I guess it's only right to put in an appearance there, as long as I'm in the neighborhood, but I won't linger too long in front of those wrought-iron gates. Seeing as I'm not a diehard Elvis Presley fan, it's just not a priority.

More than anything I want to walk down Beale Street.

I want to look out over Wolf River Harbor where Jeff Buckley breathed his last.

I want to step inside Sun Studios and strain my ears for the sound of a steel guitar and the low, gravelly voice of Johnny Cash and Elvis in his better days.

And at the end of the day, I'll stretch out on a bed in the Peabody Hotel.

The next morning, before I hit the road, I'll pay a visit to Lorraine Motel, where Dr. Martin Luther King, Jr., awoke for the last time.

So maybe Memphis is nothing too fancy or grandiose, but that's never really been my style...maybe it's not such a great place to live, from what I've heard. But all I'm hoping for is just a couple of days to breathe that air a little further down the Mississippi. I don't know how or why, but it runs deep in my veins.

They've got catfish on the table, they've got gospel in the air/ And Reverend Green will be glad to see you, when you haven't got a prayer/ But boy you've got a prayer in Memphis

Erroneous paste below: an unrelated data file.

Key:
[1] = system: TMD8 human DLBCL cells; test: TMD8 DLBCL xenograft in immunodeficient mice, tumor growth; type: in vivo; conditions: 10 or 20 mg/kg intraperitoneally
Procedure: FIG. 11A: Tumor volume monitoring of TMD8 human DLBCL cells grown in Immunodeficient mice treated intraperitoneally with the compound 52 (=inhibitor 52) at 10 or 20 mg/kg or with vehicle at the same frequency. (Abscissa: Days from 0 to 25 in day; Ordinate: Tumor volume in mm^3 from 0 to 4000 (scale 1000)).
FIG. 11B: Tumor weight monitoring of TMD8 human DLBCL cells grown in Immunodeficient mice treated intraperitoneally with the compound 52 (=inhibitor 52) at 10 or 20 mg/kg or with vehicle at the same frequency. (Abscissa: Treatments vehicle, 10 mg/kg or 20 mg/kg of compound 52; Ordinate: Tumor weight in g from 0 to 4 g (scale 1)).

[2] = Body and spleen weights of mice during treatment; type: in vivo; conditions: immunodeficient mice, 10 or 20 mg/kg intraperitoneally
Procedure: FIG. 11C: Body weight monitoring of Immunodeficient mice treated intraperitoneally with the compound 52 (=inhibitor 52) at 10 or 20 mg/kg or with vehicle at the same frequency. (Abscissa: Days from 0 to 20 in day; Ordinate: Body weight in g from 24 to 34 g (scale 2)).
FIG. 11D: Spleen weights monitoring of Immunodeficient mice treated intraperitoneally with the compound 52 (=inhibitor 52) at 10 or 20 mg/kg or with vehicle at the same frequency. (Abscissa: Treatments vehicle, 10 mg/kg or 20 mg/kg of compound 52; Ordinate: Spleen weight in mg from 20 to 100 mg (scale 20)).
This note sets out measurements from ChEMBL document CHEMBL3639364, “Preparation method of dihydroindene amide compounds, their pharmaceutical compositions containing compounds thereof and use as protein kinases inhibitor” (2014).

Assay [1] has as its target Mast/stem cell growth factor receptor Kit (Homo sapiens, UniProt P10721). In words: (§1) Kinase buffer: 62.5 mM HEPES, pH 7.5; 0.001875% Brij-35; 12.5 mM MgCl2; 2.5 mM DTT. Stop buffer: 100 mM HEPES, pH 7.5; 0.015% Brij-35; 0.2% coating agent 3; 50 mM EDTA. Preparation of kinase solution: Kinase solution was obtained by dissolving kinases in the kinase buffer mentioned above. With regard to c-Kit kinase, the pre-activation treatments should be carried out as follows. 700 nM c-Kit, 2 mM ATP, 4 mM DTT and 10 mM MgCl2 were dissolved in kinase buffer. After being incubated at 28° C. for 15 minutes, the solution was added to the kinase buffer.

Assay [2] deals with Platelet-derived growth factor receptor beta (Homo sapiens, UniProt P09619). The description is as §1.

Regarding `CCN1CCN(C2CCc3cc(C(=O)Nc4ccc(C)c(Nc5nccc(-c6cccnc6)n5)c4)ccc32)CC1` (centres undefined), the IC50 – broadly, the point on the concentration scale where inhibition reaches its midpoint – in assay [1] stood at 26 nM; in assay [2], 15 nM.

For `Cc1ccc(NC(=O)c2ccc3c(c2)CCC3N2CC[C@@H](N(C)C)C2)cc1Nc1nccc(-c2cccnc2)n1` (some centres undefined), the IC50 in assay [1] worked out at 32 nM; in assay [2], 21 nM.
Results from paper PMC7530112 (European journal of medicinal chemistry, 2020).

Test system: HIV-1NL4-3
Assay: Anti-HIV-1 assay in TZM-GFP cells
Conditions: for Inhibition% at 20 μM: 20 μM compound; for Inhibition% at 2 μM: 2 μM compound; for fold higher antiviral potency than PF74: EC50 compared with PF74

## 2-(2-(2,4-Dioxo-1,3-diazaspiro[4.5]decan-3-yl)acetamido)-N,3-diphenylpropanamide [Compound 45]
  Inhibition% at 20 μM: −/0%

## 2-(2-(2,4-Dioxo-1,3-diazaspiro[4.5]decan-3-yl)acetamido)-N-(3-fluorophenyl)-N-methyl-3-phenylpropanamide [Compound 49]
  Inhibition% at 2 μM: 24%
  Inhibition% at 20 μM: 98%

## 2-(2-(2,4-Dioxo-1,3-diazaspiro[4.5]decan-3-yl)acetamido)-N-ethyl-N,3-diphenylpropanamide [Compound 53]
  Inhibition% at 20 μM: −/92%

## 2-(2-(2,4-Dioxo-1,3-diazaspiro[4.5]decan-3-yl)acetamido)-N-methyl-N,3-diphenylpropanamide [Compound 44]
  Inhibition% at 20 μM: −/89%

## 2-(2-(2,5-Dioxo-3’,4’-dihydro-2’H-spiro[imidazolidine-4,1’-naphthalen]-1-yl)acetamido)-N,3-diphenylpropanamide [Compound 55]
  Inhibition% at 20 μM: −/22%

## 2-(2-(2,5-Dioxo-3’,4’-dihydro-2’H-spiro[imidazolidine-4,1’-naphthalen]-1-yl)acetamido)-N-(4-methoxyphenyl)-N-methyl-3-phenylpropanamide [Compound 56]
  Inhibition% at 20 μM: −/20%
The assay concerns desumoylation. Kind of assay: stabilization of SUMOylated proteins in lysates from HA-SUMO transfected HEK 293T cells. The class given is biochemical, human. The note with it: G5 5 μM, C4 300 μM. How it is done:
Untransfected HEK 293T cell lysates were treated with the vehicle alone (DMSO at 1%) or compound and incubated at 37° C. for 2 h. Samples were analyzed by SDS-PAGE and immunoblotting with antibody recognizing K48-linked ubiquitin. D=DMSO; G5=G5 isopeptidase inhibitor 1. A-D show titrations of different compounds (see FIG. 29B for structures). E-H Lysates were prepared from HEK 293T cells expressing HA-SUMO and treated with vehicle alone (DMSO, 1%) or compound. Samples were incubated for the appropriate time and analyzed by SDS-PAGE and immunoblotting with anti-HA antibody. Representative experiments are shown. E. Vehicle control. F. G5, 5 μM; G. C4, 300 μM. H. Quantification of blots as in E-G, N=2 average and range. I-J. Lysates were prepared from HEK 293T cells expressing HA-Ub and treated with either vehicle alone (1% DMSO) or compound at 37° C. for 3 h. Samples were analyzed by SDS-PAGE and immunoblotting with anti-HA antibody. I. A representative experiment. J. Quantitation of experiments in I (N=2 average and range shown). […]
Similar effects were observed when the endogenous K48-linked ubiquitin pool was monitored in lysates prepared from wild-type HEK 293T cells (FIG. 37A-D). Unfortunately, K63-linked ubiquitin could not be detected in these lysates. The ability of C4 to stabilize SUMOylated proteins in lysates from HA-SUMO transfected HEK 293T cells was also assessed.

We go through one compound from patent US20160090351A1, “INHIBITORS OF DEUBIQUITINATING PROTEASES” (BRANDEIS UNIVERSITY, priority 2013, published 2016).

Monday, May 4, 2009

pretty. static.

Pretty average.
Pretty average hands.
Pretty average hands can.
Pretty average hands can create.
Pretty average hands can create something.

All the so-and-so's
Line up around the block
And here I stand
Just another one of them
But I cut in line
Fashionably late
And under-dressed
Their eyes, full of questions
Fall critically
I'm a counterfeit
A not-so-sorry substitute
Another dot in your Morse code
Another blip on your screen
Full of static
Love the sound of static
How it churns and crackles
Even in static
I find a rhythm
I find a niche
Lulled to sleep
Taken to another place
Where I didn't pay the bills
Didn't sing for my supper
An apple tree and three channels
The rest was static

Monday, April 27, 2009


Eyes downcast
To that scar
On my hand
Careful glance
At the clock
The second hand
Screams betrayal
Slipped away
To a land
Time forgot
Reality suspended
Say everything
I wait to hear
One chime
Breaks the spell
Of wishful thinking

Monday, April 20, 2009

she loved.

Why do we like to hurt so much? -Paramore

I wish I knew the answer to that question.

Why is it that the people who hurt us most are often the same people we pursue most fervently? I found myself getting so frustrated when a friend told me how much he cared about a girl who basically used him and hung him out to dry. Far be it from me to ever pass judgment on someone who falls into that trap, though. It is hardly even a temptation to judge him for that. Because I've been there, too.